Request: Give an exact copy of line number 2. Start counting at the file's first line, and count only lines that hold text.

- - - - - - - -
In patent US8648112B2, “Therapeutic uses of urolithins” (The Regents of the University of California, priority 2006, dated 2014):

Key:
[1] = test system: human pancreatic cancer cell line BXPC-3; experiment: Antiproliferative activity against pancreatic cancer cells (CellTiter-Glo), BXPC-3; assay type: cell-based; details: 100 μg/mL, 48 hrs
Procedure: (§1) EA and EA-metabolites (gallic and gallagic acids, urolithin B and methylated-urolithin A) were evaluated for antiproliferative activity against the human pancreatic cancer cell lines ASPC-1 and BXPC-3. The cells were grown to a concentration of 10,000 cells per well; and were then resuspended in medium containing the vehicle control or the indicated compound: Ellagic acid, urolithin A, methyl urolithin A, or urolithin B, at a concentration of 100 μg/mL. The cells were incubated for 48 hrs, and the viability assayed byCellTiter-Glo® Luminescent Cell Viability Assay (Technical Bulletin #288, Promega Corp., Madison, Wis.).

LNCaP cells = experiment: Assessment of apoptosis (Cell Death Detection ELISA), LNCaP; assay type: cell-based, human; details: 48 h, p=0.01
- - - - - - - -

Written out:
Key: